Thomas Carew: Chronology of Events

Source: Maclean, Hugh, ed. Ben Jonson and the Cavalier Poets.
New York: W. W. Norton & Company, 1974. 156-7.
Hypertext:Anniina Jokinen. ©1997-1999 Anniina Jokinen. All Rights Reserved.

I594-I595Born, possibly at West Wickham, Kent. His father, Matthew Carew, a lawyer of some distinction, had been a Master in Chancery since I576, and was knighted by James I in I603. The family took up residence in London about I598, but nothing is known of Thomas Carew's early education.
I608Matriculates at Merton College, Oxford; graduates B. A. in January, I6I0/I6II.
I6I2Incorporated B. A. of Cambridge. Admitted to the Middle Temple, presumably intending to enter the legal profession.
I6I3Probably in consequence of his father's financial difficulties, accepts the offer of Sir Dudley Carleton, English Ambassador in Venice, to join Carleton's entourage as a secretary.
I6I5On completion of the embassy's official business, returns to England with Carleton, in December.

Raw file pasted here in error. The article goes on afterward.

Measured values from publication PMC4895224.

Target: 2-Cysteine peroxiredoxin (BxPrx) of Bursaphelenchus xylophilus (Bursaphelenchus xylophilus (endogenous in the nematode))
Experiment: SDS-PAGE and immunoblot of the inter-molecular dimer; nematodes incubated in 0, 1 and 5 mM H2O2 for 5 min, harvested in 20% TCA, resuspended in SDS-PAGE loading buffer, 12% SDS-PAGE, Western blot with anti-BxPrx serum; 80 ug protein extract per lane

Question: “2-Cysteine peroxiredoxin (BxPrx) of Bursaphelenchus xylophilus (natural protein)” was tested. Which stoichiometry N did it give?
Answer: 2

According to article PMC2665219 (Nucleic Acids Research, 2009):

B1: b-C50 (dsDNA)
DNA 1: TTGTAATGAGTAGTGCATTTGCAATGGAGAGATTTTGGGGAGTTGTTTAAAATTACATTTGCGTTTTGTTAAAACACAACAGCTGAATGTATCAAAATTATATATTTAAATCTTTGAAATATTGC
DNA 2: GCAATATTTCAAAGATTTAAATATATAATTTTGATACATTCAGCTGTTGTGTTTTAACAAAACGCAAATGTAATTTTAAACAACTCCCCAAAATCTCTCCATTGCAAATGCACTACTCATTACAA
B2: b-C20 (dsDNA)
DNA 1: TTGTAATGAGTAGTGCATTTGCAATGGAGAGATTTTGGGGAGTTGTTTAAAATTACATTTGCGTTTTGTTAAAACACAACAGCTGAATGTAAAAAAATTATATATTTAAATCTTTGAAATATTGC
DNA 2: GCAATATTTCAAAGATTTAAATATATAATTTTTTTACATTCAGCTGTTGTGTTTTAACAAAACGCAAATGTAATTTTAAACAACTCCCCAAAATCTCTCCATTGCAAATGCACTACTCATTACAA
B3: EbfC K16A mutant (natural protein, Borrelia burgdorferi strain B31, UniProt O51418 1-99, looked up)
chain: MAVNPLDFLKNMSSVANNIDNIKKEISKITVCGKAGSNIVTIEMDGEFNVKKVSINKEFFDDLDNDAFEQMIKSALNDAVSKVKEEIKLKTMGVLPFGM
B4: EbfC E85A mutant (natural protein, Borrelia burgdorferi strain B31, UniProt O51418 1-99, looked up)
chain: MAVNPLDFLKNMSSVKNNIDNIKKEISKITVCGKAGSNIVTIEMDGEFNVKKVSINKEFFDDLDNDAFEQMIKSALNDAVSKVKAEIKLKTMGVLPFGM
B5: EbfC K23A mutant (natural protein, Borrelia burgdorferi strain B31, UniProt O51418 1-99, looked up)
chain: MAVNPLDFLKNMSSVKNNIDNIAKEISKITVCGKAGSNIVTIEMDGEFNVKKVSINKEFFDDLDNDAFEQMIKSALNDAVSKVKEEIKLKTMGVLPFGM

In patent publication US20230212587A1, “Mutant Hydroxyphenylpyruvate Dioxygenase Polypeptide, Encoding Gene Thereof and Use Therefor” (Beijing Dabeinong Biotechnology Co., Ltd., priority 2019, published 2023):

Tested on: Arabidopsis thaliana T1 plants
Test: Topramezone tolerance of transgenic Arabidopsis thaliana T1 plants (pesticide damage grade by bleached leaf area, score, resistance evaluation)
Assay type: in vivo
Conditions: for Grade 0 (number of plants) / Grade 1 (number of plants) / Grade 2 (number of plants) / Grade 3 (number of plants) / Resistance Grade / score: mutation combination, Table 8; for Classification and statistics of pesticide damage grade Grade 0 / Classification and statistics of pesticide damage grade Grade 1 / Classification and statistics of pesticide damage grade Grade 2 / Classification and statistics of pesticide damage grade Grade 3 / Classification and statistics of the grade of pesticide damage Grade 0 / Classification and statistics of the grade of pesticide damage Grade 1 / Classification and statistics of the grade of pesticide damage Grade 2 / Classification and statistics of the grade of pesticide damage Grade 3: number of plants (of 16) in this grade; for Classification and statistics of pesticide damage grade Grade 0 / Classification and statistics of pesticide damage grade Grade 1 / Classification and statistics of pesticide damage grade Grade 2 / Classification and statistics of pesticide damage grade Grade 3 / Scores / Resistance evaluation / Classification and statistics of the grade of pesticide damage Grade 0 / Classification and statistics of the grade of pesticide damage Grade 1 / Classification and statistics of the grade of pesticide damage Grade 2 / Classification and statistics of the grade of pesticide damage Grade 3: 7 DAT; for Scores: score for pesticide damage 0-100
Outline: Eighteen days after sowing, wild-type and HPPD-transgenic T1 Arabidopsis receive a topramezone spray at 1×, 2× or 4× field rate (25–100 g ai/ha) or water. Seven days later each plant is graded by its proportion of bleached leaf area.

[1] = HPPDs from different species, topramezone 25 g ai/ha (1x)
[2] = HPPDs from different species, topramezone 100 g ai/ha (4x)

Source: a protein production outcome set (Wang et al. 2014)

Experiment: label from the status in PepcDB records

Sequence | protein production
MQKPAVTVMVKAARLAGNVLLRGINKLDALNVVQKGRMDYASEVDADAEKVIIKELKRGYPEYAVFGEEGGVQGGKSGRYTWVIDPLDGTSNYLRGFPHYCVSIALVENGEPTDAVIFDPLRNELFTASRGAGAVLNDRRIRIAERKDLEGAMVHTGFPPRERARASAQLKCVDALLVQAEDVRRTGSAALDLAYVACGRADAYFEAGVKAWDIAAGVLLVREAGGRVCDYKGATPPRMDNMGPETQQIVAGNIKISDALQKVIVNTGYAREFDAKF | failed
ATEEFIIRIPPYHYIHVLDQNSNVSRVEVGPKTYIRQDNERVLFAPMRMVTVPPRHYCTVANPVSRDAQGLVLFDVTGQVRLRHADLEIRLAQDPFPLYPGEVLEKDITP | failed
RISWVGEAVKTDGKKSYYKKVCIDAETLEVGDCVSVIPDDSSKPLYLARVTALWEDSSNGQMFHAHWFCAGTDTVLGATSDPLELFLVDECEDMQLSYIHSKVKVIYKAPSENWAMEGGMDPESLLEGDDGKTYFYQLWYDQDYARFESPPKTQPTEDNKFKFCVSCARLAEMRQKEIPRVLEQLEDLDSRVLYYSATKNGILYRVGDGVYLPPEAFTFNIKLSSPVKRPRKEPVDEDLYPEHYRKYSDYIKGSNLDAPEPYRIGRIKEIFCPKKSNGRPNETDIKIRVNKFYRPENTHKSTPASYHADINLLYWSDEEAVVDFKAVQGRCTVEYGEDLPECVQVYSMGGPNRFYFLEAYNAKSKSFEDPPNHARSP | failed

I6I6Accompanies Carleton's embassy to the Netherlands. By consequence of some written indiscretions bearing on Carleton's character, returns to England in August, having been discreetly but effectively dismissed from his post.
I6I6-8Unsuccessfully seeking employment from various noble-men; recurrently in attendance at court. Father dies, August, I6I8.
I6I9Makes one of an embassy to Paris headed by Sir Edward Herbert (later Lord Herbert of Cherbury). Perhaps meets the Italian poet Giambattista Marino, resident in Paris from I6I5 to I623.
I622First published poem: commendatory verses prefixed to The Heir, a comedy by Thomas May. "A Rapture" probably composed between I622 and I624. Associating in the early I620's with Jonson and his circle; frequenting the court and cultivating influential persons there.
I630Appointed a Gentlemen of the Privy chamber Extraordinary named Sewer in Ordinary to the King (i.e., a household official in charge of the royal dining arrangements).
I634Carew's masque, Coelum Britannicum, performed at court; published later in the year.
I639Accompanies Charles I's military expedition against Scotland, brought to a bloodless conclusion at Berwick with the Articles of Pacification, June I8.
I640Death. Buried in Saint Dunstan's-in-the-West, Westminster, March 23. Publication of Poems.
I642Publication of Poems, "the second edition revised and enlarged."

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